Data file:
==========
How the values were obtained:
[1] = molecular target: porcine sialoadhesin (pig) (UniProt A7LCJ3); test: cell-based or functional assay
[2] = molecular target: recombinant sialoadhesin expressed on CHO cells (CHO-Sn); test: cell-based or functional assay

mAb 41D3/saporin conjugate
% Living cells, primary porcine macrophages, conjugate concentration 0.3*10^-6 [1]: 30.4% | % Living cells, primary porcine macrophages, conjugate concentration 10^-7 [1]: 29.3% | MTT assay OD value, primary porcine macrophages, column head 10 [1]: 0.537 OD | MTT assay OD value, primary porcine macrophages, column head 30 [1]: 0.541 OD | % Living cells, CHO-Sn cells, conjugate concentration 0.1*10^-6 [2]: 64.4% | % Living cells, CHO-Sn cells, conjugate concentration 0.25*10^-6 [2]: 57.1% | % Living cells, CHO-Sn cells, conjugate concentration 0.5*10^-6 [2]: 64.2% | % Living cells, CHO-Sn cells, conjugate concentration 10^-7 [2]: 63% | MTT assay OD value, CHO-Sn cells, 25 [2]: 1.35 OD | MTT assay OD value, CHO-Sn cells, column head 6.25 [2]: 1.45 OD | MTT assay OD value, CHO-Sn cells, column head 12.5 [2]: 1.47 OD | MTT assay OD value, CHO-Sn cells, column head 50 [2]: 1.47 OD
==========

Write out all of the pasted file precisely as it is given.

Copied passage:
How the values were obtained:
[1] = molecular target: porcine sialoadhesin (pig) (UniProt A7LCJ3); test: cell-based or functional assay
[2] = molecular target: recombinant sialoadhesin expressed on CHO cells (CHO-Sn); test: cell-based or functional assay

mAb 41D3/saporin conjugate
% Living cells, primary porcine macrophages, conjugate concentration 0.3*10^-6 [1]: 30.4% | % Living cells, primary porcine macrophages, conjugate concentration 10^-7 [1]: 29.3% | MTT assay OD value, primary porcine macrophages, column head 10 [1]: 0.537 OD | MTT assay OD value, primary porcine macrophages, column head 30 [1]: 0.541 OD | % Living cells, CHO-Sn cells, conjugate concentration 0.1*10^-6 [2]: 64.4% | % Living cells, CHO-Sn cells, conjugate concentration 0.25*10^-6 [2]: 57.1% | % Living cells, CHO-Sn cells, conjugate concentration 0.5*10^-6 [2]: 64.2% | % Living cells, CHO-Sn cells, conjugate concentration 10^-7 [2]: 63% | MTT assay OD value, CHO-Sn cells, 25 [2]: 1.35 OD | MTT assay OD value, CHO-Sn cells, column head 6.25 [2]: 1.45 OD | MTT assay OD value, CHO-Sn cells, column head 12.5 [2]: 1.47 OD | MTT assay OD value, CHO-Sn cells, column head 50 [2]: 1.47 OD